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“Results of the European ARTEMIS trial provide further clinical validation of the safety and efficacy of AR101 for children and adolescents with peanut allergy,” said Prof. Montserrat Fernández-Rivas, M.D., Ph.D., ARTEMIS investigator and Chief of the Allergy Department at Hospital Clínico San Carlos in Madrid. “Almost six out of 10 patients treated with AR101 were able to tolerate a significant dose of peanut protein, 1000 mg, which is equivalent of three to four peanuts, well beyond the amount typically involved in an accidental exposure. These findings support the ability of AR101 to reduce the frequency and severity of allergic reactions, including anaphylaxis, upon exposure to peanut in children and adolescents who face these risks on a daily basis.”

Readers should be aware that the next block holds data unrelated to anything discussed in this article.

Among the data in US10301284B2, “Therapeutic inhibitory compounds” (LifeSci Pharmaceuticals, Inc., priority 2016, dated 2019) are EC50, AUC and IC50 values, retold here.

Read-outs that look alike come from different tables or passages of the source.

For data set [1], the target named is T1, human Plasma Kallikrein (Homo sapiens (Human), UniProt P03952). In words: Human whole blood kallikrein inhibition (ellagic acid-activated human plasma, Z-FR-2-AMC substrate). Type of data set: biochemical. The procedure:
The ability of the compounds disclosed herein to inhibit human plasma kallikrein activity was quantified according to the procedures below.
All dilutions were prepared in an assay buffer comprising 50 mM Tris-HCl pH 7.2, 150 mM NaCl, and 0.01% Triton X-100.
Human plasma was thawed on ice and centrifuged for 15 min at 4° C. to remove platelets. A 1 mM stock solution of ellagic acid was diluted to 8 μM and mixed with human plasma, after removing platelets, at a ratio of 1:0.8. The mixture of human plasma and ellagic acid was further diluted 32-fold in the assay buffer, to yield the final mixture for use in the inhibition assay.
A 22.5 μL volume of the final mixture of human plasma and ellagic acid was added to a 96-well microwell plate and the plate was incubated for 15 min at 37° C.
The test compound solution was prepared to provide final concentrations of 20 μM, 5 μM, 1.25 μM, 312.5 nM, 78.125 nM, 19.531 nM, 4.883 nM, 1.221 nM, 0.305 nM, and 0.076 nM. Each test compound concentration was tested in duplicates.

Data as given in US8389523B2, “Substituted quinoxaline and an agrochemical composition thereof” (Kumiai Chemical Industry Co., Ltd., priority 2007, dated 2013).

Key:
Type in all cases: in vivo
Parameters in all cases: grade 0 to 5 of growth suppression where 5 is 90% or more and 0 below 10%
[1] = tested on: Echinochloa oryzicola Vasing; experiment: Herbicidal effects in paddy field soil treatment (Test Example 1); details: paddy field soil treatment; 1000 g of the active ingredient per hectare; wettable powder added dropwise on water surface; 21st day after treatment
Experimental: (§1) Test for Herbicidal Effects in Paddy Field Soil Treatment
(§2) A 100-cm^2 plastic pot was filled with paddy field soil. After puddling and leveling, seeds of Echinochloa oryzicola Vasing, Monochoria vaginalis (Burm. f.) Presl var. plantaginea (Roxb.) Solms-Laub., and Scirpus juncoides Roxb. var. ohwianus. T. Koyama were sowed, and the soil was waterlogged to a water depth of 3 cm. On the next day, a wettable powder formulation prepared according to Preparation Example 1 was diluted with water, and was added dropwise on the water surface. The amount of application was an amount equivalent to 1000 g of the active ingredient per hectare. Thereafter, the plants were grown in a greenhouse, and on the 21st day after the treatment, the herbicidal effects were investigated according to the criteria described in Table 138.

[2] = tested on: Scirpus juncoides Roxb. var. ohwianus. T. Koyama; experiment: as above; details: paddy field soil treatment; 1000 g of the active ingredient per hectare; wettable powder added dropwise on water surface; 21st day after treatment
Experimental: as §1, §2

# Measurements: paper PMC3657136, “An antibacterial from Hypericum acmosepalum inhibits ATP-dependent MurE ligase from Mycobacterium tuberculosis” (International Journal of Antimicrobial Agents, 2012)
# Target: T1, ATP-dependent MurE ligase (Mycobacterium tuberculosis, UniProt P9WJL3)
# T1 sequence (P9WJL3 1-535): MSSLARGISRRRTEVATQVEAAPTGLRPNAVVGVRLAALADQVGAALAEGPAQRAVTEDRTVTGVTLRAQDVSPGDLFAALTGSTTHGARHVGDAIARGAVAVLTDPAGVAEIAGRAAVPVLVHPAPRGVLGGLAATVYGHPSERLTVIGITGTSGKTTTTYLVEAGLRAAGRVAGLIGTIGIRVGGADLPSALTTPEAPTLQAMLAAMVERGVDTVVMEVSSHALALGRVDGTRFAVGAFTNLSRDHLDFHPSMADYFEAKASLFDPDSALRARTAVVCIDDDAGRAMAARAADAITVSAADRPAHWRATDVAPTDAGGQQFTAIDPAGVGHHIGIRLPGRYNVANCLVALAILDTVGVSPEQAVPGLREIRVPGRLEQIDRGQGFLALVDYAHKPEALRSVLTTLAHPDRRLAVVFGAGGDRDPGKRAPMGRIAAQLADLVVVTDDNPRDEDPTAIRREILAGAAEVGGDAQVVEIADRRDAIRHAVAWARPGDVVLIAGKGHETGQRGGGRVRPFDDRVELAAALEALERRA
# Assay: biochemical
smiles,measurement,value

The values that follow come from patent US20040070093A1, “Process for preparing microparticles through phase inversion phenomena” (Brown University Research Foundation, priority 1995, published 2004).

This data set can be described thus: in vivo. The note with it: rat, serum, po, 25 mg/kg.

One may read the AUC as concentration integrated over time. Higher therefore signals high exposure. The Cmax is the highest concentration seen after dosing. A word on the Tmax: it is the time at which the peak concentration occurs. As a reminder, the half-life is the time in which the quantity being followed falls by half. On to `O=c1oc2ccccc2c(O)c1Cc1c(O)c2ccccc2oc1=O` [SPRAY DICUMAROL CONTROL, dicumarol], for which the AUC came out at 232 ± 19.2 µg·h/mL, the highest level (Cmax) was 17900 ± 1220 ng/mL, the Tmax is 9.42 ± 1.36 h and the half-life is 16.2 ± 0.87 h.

In the study, 175 subjects aged 4 to 17 years in seven European countries were randomized 3:1 to AR101 or placebo, up-dosed to 6 mg on day 1 and received dose escalations every two weeks for 20-40 weeks until the therapeutic dose of 300 mg was reached. This was followed by approximately three months of continued 300 mg/day therapeutic dosing. The primary endpoint was the ability to tolerate at least 1,000 mg of peanut protein as a single dose without dose-limiting symptoms at exit DBPCFC.

The full results from 175 patients who started the trial showed:

  • 58.3% of AR101-treated patients successfully tolerated 1,000 mg of peanut protein at the exit food challenge, compared to 2.3% in placebo group (p<0.00001).